A character in a Robert Frost poem wisely remarked, “The best way out is always through.” Of course, he wasn’t talking about market volatility, but he very well could have been.

Whether you’re new to investing or have years of experience under your belt, it’s inevitable: You’ll experience market volatility eventually—it’s just a matter of when and for how long. You can’t avoid it; you can only persevere.

Looking back

Picture it: August 2007. You have a $50,000 investment that tracks the S&P 500 Index. By February 2009, the same investment’s now worth $25,000—half its original value. What would you do (or did you do) during this two-year downturn?

Fast-forward to April 2011. It’s been two years since the market bottomed out. If you stayed the course during the downturn, your original investment (which was worth $50,000 in 2007 and $25,000 in 2009) is worth $50,000 again.

Hindsight is always 20/20

This is a true-to-life example based on actual market data compiled from 2007 to 2011, the most volatile time in the stock market since the Great Depression. While we can glean only limited insight from this period of time—after all, past performance doesn’t predict future returns—we can take comfort in one thing: The markets are resilient.

As a financial advisor, I know the pitfalls of changing my portfolio based on short-term events. But as an investor, I know how hard it is to “tune out the noise” when headlines about market volatility dominate every website and news channel.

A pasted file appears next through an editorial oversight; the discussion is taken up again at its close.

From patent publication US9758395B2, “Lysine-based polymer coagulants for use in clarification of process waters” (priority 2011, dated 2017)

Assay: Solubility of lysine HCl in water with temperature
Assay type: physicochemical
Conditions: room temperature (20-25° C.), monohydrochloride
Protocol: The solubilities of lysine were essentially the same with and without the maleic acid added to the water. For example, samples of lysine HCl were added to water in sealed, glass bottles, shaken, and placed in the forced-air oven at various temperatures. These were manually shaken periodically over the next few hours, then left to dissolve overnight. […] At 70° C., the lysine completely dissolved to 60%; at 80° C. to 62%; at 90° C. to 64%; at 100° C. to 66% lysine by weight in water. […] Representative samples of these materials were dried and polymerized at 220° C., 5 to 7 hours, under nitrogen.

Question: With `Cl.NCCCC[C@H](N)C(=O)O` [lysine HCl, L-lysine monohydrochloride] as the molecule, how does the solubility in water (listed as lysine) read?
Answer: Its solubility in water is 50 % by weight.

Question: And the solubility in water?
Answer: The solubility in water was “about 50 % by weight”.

Most investors, myself included, naturally want to protect their assets in market downturns and get the most bang for their buck during market upswings. These feelings don’t change your asset allocation or jeopardize your long-term goals … but acting on them does.

Here’s my approach to making it through market volatility: First, I recognize how market volatility affects me. I accept how unsettled I feel, and then I force myself to move on. I distract myself by watching HGTV, challenging my kids to a game of Life, or losing myself in a good book. If this line of defense falters, I trust my rational side to prevail, as I trust the resiliency of the markets that rebounded after the 2007–2009 downturn.

Help write my next blog post

How do you get through market volatility? Please share what works (or doesn’t work) for you in the comment section below. I plan to feature your tips in my next blog post.

The past is behind us, but the tips we have for getting through bouts of market volatility are evergreen. We can’t escape market volatility. But with the right mindset, we can make it through.

Notes:

  • All investing is subject to risk, including the loss of the money you invest.
  • There is no guarantee that any particular asset allocation or mix of funds will meet your investment objectives or provide you with a given level of income.